“Discussions are ongoing about e-gov, and OMB is continuing to answer the committee’s questions,” the spokeswoman said.
The language in the VA bill actually is one of the least restrictive provisions on e-government Congress has attached to spending bills. The Labor, Health and Human Services, and Education department spending bill would require that the agencies covered by this bill:
- Submit a reprogramming request
- Require career officials to submit certification that attests to the accuracy of estimated savings from the e-government initiatives
- Show that the benefits resulting from the proposed transfer of funds exceed the benefits from using the funds for their original purpose.
The Treasury, Transportation, and Housing and Urban Development; and Commerce, Justice and State department bills also include restrictions.
One agency CIO, who requested anonymity, said the provisions are not aimed at the agencies themselves, but at OMB.
“We raised the issue to our subcommittee, and they said it was not about us,” the CIO said. “For whatever reason, Congress is not satisfied with the information OMB is providing. I don’t know why, and I don’t know if the language will get watered down.”
OMB annually has to fight to remove or reduce restrictive provisions in agency spending bills that target how agencies fund e-government.
Administration officials for years have tried to educate the Hill about e-government but have had little luck in getting their message across. While they have had some success, almost all 25 E-government projects have been delayed or affected.Meeting goals
For the previous four years, congressional appropriators never fully appropriated the E-Government Fund at the administration’s request—coming up about $87 million short of the $100 million goal.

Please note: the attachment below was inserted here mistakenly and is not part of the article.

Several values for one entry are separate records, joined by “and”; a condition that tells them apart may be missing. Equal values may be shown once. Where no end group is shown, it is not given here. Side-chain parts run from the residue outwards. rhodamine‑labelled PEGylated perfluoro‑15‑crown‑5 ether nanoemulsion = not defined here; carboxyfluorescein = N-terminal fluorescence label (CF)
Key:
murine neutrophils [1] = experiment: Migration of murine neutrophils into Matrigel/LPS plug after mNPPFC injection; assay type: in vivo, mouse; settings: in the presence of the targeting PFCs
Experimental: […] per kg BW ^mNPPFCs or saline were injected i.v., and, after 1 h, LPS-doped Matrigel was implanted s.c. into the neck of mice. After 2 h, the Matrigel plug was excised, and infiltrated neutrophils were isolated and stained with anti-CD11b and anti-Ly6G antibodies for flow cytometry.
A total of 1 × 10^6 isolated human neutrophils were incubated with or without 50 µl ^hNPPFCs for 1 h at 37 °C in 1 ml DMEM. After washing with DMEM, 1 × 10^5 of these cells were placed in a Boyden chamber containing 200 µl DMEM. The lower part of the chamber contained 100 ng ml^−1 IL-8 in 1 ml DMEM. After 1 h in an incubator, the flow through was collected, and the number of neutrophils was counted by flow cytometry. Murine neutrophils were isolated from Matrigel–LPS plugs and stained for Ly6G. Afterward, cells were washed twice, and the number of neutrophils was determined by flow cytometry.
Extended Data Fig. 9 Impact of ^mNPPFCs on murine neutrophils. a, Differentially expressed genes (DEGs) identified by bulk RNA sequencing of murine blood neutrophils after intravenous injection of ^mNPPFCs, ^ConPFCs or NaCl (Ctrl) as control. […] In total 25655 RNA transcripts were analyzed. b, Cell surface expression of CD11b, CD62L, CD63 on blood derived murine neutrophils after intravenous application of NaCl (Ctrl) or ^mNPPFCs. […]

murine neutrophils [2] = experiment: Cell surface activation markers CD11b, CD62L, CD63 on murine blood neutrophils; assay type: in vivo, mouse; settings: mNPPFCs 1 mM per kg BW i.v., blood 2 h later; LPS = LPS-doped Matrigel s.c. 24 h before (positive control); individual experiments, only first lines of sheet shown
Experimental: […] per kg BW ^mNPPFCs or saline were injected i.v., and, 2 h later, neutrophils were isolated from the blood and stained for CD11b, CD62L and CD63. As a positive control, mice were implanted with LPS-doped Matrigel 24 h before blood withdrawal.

Dan Chenok, a former OMB official and now a vice president at SRA International Inc. of Fairfax, Va., said OMB’s progress may be a function of two factors: the administration’s focus on explaining why e-government is important, and the time it takes to educate the Hill.
“One of the things appropriators said when we went up there in 2003 was [that] this will not be quick-fix thing,” said Chenok, who left OMB in 2004 as the branch chief for information policy and technology in the Office of Information and Regulatory Affairs. “They said it would take several budget cycles for them to get comfortable with what we were talking about. They want OMB to demonstrate why this different approach will have benefits. They are finally able to talk to appropriators at a level they can relate to.”
Evans said that, this time, subcommittee staff members did their homework and were prepared for the conversation.
“This year, we got to a level of granularity that we never reached before,” Evans said. “We talked about how we get value, and what the oversight process is.”
She added that she was confident the committee has good information from OMB about the projects, and “they understand how to use the information collectively and make recommendations.”